Q&A with Gerald Horne on AFRICOM, Terrorism and Zionism

U.S. and Burundi soldiers dismantle a SIPR NIPR Access Point Terminal (SNAP) at the Burundi National Defense Headquarters on May 19, 2021 / credit: Staff Sgt. Melissa Sterling
U.S. and Burundi soldiers dismantle a SIPR NIPR Access Point Terminal (SNAP) at the Burundi National Defense Headquarters on May 19, 2021 / credit: Staff Sgt. Melissa Sterling

Editor’s Note: This was excerpted from the Black Alliance for Peace’s AFRICOM Watch Bulletin.

The imperialist powers are bent on exploiting the labor and looting the mineral wealth of as many poor, underdeveloped countries as they possibly can.

Britain, France, Israel, Germany and the United States conduct joint military action against Africans—acts such as the invasion of Grenada, a country of 110,000 African people, and the invasion and destruction of Libya. The imperialists are further intensifying their use of military “proxies” within Africa against other parts of Africa, not to defend the interests of Africa, but to further the interests of capitalist-imperialism.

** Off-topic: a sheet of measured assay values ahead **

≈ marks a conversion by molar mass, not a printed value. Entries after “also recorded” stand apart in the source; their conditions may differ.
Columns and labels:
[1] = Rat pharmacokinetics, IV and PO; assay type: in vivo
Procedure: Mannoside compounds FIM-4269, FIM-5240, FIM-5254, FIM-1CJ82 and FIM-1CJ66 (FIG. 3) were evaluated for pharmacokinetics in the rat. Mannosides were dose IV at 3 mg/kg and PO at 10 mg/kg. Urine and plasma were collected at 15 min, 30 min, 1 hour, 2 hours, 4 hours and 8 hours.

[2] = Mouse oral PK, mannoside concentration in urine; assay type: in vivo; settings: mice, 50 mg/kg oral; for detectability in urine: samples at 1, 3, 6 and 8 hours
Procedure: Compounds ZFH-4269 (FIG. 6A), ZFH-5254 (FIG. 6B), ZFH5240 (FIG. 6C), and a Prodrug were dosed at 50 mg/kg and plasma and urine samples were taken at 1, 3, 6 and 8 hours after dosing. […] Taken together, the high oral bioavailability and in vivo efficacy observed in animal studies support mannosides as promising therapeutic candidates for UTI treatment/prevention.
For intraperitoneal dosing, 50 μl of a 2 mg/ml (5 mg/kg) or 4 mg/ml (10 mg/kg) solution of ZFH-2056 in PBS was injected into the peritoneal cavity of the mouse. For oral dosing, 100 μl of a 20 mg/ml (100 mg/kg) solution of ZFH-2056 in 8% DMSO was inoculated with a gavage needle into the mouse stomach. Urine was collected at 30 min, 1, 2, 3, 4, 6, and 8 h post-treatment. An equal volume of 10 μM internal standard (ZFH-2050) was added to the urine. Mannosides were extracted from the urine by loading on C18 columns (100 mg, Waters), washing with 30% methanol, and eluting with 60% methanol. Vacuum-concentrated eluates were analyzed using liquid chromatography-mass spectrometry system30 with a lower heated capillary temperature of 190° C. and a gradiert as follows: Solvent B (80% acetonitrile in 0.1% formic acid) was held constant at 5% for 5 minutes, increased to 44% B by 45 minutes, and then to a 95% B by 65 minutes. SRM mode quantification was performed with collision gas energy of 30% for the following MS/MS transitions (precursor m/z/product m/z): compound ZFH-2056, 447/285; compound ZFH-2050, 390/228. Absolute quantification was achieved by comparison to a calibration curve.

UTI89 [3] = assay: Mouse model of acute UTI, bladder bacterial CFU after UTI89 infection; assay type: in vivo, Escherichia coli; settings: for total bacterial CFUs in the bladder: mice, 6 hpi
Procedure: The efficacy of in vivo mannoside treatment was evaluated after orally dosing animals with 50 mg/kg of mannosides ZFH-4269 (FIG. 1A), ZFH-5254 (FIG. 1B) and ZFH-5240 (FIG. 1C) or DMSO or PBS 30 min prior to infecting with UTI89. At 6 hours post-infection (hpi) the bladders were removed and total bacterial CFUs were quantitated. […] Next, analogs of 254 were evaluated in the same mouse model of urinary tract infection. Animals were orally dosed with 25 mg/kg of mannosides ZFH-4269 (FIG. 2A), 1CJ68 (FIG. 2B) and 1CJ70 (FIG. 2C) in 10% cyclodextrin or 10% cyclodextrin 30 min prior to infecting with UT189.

No small or isolated group of Africans can defeat imperialism, no matter how good their intentions. Only the working, struggling African masses can do it. But to do so, we must be organized and bound together by a common goal and guided by correct ideas. In other words, the masses must be correctly organized!


U.S. Out of Africa: Voices from the Struggle